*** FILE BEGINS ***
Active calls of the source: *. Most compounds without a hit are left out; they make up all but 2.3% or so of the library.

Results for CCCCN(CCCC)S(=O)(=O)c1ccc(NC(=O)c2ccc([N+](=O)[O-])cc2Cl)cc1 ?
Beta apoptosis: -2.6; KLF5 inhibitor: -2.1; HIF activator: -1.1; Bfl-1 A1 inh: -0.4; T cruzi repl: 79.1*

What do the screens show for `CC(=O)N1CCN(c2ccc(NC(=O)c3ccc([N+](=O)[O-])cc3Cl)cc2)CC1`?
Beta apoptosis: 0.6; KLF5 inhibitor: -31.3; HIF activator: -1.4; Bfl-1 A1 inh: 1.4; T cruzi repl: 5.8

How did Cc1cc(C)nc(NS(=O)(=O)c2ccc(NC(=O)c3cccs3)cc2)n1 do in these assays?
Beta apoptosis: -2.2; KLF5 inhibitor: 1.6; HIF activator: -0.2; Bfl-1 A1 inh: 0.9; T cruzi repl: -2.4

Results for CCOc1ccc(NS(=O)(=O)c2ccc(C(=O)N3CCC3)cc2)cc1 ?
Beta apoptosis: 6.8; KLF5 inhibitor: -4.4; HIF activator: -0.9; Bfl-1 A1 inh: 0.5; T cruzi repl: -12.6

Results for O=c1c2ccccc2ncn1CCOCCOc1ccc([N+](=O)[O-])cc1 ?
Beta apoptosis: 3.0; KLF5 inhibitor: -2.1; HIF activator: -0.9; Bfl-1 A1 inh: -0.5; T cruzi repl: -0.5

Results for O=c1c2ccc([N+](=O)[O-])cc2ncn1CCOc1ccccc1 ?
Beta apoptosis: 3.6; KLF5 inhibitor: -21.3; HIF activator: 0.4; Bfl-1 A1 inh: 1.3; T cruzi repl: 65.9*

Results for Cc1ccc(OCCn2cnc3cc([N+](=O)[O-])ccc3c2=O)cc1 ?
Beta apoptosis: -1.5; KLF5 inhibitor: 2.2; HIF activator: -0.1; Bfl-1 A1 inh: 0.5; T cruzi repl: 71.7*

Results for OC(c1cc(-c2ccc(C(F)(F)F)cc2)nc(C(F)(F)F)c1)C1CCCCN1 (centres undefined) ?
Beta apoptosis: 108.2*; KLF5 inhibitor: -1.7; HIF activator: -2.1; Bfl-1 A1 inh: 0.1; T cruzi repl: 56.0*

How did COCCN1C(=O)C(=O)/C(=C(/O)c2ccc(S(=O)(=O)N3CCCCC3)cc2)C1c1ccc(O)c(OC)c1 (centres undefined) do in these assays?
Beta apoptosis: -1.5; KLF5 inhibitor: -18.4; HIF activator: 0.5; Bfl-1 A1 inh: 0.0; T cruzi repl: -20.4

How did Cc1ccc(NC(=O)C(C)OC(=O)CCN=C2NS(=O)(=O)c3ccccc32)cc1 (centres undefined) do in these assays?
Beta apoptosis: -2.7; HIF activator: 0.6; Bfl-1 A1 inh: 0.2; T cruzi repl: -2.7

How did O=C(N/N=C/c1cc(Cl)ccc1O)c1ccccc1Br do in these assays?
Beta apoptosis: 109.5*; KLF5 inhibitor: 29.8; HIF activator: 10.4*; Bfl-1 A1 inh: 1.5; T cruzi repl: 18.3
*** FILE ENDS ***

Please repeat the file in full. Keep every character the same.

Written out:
Active calls of the source: *. Most compounds without a hit are left out; they make up all but 2.3% or so of the library.

Results for CCCCN(CCCC)S(=O)(=O)c1ccc(NC(=O)c2ccc([N+](=O)[O-])cc2Cl)cc1 ?
Beta apoptosis: -2.6; KLF5 inhibitor: -2.1; HIF activator: -1.1; Bfl-1 A1 inh: -0.4; T cruzi repl: 79.1*

What do the screens show for `CC(=O)N1CCN(c2ccc(NC(=O)c3ccc([N+](=O)[O-])cc3Cl)cc2)CC1`?
Beta apoptosis: 0.6; KLF5 inhibitor: -31.3; HIF activator: -1.4; Bfl-1 A1 inh: 1.4; T cruzi repl: 5.8

How did Cc1cc(C)nc(NS(=O)(=O)c2ccc(NC(=O)c3cccs3)cc2)n1 do in these assays?
Beta apoptosis: -2.2; KLF5 inhibitor: 1.6; HIF activator: -0.2; Bfl-1 A1 inh: 0.9; T cruzi repl: -2.4

Results for CCOc1ccc(NS(=O)(=O)c2ccc(C(=O)N3CCC3)cc2)cc1 ?
Beta apoptosis: 6.8; KLF5 inhibitor: -4.4; HIF activator: -0.9; Bfl-1 A1 inh: 0.5; T cruzi repl: -12.6

Results for O=c1c2ccccc2ncn1CCOCCOc1ccc([N+](=O)[O-])cc1 ?
Beta apoptosis: 3.0; KLF5 inhibitor: -2.1; HIF activator: -0.9; Bfl-1 A1 inh: -0.5; T cruzi repl: -0.5

Results for O=c1c2ccc([N+](=O)[O-])cc2ncn1CCOc1ccccc1 ?
Beta apoptosis: 3.6; KLF5 inhibitor: -21.3; HIF activator: 0.4; Bfl-1 A1 inh: 1.3; T cruzi repl: 65.9*

Results for Cc1ccc(OCCn2cnc3cc([N+](=O)[O-])ccc3c2=O)cc1 ?
Beta apoptosis: -1.5; KLF5 inhibitor: 2.2; HIF activator: -0.1; Bfl-1 A1 inh: 0.5; T cruzi repl: 71.7*

Results for OC(c1cc(-c2ccc(C(F)(F)F)cc2)nc(C(F)(F)F)c1)C1CCCCN1 (centres undefined) ?
Beta apoptosis: 108.2*; KLF5 inhibitor: -1.7; HIF activator: -2.1; Bfl-1 A1 inh: 0.1; T cruzi repl: 56.0*

How did COCCN1C(=O)C(=O)/C(=C(/O)c2ccc(S(=O)(=O)N3CCCCC3)cc2)C1c1ccc(O)c(OC)c1 (centres undefined) do in these assays?
Beta apoptosis: -1.5; KLF5 inhibitor: -18.4; HIF activator: 0.5; Bfl-1 A1 inh: 0.0; T cruzi repl: -20.4

How did Cc1ccc(NC(=O)C(C)OC(=O)CCN=C2NS(=O)(=O)c3ccccc32)cc1 (centres undefined) do in these assays?
Beta apoptosis: -2.7; HIF activator: 0.6; Bfl-1 A1 inh: 0.2; T cruzi repl: -2.7

How did O=C(N/N=C/c1cc(Cl)ccc1O)c1ccccc1Br do in these assays?
Beta apoptosis: 109.5*; KLF5 inhibitor: 29.8; HIF activator: 10.4*; Bfl-1 A1 inh: 1.5; T cruzi repl: 18.3